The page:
David Penney, now chartered financial planner at London-based Penney, Ruddy and Winter, previously worked at the FCA's predecessor, the Financial Services Authority (FSA), in 1999.
At that point in time the regulator was busy dealing with the fallout from the 1994 pensions review.
He said: "Back in the late 1990s when I worked on the Pensions Review, we found overwhelmingly that advisers had made a decision to transfer people out of their workplace scheme based on the critical yield.
"Many did not have any record of the conversations or recommendations, let alone the right documentation, but they carried out a lot of pension transfers.
"I think history is going to repeat itself. Based on my past experience at the FSA, I am convinced there will be a new review into the current spate of defined benefit (DB) transfers being carried out post-pension freedoms."
If they see the same reasons being cited each time by advisers, this will be a red flag for the FCA. David Penney
Mr Penney said: "Given the original Pensions Review was prompted by the sheer volume of transfers, it is important advisers now look into exactly why and whether it is now justified, post-pension freedoms, to do a transfer.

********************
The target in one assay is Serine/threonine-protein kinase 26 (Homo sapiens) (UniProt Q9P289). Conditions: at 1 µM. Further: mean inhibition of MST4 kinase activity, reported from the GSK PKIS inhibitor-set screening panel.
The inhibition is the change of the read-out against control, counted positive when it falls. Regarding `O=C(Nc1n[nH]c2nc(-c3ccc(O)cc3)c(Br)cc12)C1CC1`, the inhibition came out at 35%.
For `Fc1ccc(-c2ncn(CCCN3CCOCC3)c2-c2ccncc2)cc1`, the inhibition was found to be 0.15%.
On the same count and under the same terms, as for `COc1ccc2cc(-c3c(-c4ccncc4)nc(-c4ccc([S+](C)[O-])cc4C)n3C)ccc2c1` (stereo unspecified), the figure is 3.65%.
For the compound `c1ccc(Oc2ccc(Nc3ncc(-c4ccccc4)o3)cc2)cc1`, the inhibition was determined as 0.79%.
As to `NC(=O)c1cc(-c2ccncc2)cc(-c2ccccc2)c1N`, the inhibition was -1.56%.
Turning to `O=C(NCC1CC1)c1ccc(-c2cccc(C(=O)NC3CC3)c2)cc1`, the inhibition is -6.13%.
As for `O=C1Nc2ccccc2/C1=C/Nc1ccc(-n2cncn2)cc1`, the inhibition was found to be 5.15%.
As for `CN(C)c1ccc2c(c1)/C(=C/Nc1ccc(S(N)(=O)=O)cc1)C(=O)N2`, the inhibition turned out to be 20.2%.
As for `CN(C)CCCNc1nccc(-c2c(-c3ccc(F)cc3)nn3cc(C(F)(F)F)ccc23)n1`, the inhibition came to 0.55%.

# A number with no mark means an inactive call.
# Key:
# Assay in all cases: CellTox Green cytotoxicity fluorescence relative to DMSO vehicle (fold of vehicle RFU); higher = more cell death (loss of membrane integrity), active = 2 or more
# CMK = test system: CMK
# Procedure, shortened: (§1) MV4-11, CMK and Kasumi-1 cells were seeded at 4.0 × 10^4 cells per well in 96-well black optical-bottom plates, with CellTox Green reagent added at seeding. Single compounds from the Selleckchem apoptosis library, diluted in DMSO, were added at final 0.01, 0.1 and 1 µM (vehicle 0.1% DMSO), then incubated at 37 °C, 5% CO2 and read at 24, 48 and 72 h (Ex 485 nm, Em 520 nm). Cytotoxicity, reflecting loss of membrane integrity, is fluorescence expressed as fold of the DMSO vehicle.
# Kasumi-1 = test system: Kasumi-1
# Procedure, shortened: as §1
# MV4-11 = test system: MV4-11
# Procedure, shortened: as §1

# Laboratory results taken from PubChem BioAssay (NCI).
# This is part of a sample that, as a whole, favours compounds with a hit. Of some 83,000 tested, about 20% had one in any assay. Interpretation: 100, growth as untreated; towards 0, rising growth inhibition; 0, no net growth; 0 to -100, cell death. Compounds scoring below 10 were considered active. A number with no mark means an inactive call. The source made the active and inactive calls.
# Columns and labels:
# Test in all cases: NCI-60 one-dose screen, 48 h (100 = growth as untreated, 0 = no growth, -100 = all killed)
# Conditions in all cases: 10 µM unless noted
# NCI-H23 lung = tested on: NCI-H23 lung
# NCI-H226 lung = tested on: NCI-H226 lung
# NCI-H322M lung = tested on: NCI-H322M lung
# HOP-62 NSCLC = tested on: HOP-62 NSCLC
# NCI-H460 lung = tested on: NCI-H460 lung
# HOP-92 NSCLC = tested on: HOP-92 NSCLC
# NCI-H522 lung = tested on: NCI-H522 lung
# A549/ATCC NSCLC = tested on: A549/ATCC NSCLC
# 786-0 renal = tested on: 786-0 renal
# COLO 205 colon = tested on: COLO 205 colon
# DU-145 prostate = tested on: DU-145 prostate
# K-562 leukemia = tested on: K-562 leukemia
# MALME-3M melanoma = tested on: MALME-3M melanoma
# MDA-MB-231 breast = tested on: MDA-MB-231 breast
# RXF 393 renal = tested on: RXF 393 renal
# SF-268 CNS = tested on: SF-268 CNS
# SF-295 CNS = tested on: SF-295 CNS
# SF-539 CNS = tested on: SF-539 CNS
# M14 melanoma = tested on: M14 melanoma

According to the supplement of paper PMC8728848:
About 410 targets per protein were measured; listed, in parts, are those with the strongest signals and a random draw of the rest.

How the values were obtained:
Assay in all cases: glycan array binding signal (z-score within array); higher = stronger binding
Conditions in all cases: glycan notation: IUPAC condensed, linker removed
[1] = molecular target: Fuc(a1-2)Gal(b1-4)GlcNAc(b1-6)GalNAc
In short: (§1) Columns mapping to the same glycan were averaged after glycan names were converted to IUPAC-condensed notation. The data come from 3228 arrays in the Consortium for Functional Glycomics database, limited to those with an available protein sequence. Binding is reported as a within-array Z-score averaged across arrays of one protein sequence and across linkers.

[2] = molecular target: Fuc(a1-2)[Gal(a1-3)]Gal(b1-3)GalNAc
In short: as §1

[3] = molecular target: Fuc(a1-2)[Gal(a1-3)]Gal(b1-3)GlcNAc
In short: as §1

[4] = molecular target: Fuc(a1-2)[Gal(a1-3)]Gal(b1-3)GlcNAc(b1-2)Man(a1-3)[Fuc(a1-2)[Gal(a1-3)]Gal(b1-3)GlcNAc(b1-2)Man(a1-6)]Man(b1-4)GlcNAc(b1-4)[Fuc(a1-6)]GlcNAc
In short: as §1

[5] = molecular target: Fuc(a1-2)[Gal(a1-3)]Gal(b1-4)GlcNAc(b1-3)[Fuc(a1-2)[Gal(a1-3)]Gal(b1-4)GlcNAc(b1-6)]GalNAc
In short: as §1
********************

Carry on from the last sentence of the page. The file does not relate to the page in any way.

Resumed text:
"Are the motives being cited now - death benefits, flexibility and access to cash - good enough reasons? Is the fact transfer values are so high thanks to low interest rates a suitable reason?
"If we have another market correction people will see a loss in their funds as they've taken on all the investment risk themselves post-transfer out of a defined benefit scheme. They will ask questions about the advice.
"I am convinced the FCA will carry out a thematic review on this by visiting firms, to nip in the bud any potential problems 'for the greater good'. The FCA will be looking at client files.
"And if they see the same reasons being cited each time by advisers, this will be a red flag for the FCA."
The FCA did not comment on whether it was intending to carry out a pension transfer review - as has been speculated on widely - or whether it was concerned about the high number of DB pension transfers post-freedoms.
The FCA, until very recently, has been of the opinion that the first-case scenario should always be that a DB transfer was never in the clients' interest, although its most recent guidance on pension suitability recognised clients' circumstances could trump critical yields.